Again, one cannot compete with unintentional self-parody. Daniels chose a metaphor to defend benefit-cost tests that lays bare many of the worst aspects of formal benefit-cost tests by economists. Daniels delights in his tale of how an unfaithful, rich, powerful, and older man cheats on his wife, humiliates her in public, and essentially prostitutes his wife and his mistress. Perhaps the worst aspect – and here Daniels is simultaneously acute and clueless – is the wife’s use of the word “ours.” When elites use their dominant power to exploit and corrupt less powerful people they also seek to impose a false construct on their victims that makes them appear to be beneficiaries rather than victims. The macho male meme is that his domineering control of his wife’s life and decisions constitutes “protecting” his wife. She is supposed to perceive and express a debt of gratitude rather than resentment to her oppressor.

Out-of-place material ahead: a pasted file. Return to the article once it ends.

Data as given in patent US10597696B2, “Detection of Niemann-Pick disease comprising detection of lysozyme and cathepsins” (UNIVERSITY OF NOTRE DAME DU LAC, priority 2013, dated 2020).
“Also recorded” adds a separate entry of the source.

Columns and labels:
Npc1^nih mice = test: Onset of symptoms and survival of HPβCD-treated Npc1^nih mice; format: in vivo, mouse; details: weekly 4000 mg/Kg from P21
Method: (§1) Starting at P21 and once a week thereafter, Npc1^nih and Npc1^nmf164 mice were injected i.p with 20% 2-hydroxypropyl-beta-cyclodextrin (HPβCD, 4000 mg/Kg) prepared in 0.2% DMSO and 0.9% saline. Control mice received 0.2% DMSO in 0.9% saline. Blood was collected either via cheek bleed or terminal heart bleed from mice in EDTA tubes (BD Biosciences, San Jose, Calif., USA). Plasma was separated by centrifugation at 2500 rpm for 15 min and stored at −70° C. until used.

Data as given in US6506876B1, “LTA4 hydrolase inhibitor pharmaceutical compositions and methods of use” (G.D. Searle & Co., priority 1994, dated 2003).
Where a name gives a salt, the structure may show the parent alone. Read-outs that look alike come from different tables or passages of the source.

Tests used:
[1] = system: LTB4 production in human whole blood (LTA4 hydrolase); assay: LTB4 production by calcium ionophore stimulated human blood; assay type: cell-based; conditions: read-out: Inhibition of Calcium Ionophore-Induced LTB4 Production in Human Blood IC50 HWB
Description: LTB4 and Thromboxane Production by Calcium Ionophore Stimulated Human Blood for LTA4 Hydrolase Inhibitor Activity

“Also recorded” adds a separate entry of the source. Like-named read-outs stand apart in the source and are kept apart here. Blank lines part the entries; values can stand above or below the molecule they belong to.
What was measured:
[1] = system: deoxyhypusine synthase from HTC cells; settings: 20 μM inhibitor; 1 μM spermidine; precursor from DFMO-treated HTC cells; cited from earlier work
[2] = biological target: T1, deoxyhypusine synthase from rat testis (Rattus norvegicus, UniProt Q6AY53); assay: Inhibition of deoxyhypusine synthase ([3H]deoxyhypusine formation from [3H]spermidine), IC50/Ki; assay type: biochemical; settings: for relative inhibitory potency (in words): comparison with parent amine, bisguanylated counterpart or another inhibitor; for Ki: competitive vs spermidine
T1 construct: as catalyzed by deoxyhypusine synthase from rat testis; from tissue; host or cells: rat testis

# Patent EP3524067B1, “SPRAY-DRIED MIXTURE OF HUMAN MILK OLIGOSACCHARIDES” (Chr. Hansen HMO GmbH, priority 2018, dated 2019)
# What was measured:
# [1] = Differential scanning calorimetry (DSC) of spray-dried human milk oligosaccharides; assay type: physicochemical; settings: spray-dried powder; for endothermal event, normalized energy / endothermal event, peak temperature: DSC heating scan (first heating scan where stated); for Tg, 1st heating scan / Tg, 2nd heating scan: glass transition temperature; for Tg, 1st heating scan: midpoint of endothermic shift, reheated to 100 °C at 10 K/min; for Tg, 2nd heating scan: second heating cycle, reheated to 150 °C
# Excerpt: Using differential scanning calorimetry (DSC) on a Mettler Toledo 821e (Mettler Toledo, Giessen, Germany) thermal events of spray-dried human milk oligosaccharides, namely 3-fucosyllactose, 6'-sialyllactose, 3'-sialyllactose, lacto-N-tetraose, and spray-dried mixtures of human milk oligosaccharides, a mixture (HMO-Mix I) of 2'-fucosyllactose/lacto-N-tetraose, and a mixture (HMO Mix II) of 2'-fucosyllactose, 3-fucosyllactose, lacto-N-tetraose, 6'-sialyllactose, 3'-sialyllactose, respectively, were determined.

The wife in Daniels’ ode to benefit-cost tests is not looking for a “three-way.” She gains nothing from the mistress except the humiliation of having the affair rubbed publicly in her face. Her husband is not interested in her. She is simply useful to his career in certain social roles. He wants to avoid an expensive divorce that might hurt his social standing. He is willing to cheat on the woman with whom he has exchanged the most sacred vows and shared the closest relationship. He is someone who makes it clear he cares only about his pleasure — shareholders, creditors, and customers are simply suckers to be looted. His wife may well know about how he cheated them and the IRS. Elite husbands that cheat have special reasons to fear the fury of a woman scorned, deceived, humiliated, and divorced. So what is this “ours” nonsense? The “lovely, much younger woman” is her husband’s mistress. The husband’s complete degradation of his wife occurs if he can use his power and wealth to cause her to come to view the “lovely, much younger woman” as “our” mistress.